The Devil Wears Prada (***)

Posted on July 1st, 2006 in Movie Reviews by EngineerBoy

The Devil Wants Starbucks

So we went to see The Devil Wears Prada and it was really good. Meryl Streep gives yet another amazing performance as the head of the world’s most influential fashion magazine. She plays the character as a cross between Cruella de Ville, Vito Corleone, and Margaret Thatcher. The movie is very biting and very funny. I’m not sure I’m 100% on board with the message, but I’m at least 75% there.

The movie tells the tale of a young, earnest, pretty, smart, normal-sized girl (Size 6, maybe?…normal-sized by Hollywood standards is what I mean). She shows up for an interview for a low-on-the-totem-pole clerical opening at the world’s leading fashion magazine, specifically the assistant to the assistant to the editor in chief. The girl is very well played by Anne Hathaway (who?), and she holds her own on-screen with heavyweights La Streep and Stanley Tucci. Her character knows nothing about the fashion world and is confused by the seriousness and reverence with which the fripperies of style are looked upon by the priestesshood.

Of course, that’s where the movie starts. By the middle she has moved up to be Streep’s characters right hand gal, and becomes a starry-eyed true believer, hypnotized by the power and beauty of being in the upper echelons of the fashion world.

This being Hollywood, of course, she comes to her senses by the end and goes back to her standard-Jetta-commercial-issue boyfriend, leaves the fashion world behind, and seems to content to be an earthbound girlfriend of a wannabe-chef.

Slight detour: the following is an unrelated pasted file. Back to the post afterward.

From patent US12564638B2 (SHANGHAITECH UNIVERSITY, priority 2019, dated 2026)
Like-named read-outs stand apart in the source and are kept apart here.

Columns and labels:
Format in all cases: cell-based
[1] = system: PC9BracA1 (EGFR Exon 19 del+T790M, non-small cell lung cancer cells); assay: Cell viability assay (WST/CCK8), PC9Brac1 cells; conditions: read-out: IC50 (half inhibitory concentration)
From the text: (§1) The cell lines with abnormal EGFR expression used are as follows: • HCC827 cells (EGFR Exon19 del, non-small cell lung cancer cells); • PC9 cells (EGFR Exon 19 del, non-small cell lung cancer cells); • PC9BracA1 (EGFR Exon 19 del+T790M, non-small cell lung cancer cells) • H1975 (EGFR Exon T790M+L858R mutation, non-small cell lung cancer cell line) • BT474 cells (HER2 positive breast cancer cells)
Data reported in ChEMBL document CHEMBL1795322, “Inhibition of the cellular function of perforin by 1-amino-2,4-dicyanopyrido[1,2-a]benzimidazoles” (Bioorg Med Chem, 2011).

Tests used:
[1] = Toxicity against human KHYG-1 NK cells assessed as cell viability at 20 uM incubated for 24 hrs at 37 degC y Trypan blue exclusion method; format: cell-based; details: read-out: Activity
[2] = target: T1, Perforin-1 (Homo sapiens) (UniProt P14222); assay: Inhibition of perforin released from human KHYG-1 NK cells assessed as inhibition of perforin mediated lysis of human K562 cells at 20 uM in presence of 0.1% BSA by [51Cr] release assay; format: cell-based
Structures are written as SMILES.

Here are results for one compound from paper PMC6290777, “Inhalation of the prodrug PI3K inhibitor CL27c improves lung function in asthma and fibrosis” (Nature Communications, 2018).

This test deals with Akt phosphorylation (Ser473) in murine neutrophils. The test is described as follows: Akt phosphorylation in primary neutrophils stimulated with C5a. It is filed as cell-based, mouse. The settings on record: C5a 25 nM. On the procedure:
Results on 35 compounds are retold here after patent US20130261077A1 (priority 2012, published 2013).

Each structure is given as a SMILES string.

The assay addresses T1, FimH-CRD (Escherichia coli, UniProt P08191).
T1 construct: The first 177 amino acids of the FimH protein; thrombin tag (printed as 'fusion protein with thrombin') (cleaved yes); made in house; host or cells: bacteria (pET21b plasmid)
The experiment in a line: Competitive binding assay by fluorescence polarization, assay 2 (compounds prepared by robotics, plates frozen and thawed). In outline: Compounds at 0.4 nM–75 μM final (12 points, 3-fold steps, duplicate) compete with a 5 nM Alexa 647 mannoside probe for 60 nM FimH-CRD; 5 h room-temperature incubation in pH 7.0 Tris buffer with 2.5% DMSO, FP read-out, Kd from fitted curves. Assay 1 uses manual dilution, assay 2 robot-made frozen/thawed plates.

The part I’m on board with is leaving the cutthroat world of high fashion behind. But the part I’m not on board with is going right back to her starter-life with her zero boyfriend. It doesn’t help that the film doesn’t really capture any chemistry between the two.

But, this is really Ms. Streep’s film. She doesn’t chew up the scenery, she simply gives it withering looks until it self-destructs in self-defense. Her character is fully realized and completely unredeemable. She sacrifices everything (family, love, happiness) to maintain her iron grip on the helm of the fashion world, and it is her example that first dazzles Hathaway’s character, and then ultimately educates her into the true cost of “success”. That is a point with which I am very much on board – sacrificing everything for professional success is like making sure you have the largest, most impressive bucket of air. It doesn’t matter how big or fancy or jewel-encrusted or rare it is, it’s still just a container filled with nothing.

I’ll take a houseplant in a terra cotta planter, made with happiness and love, any day of the week.

That’s all.

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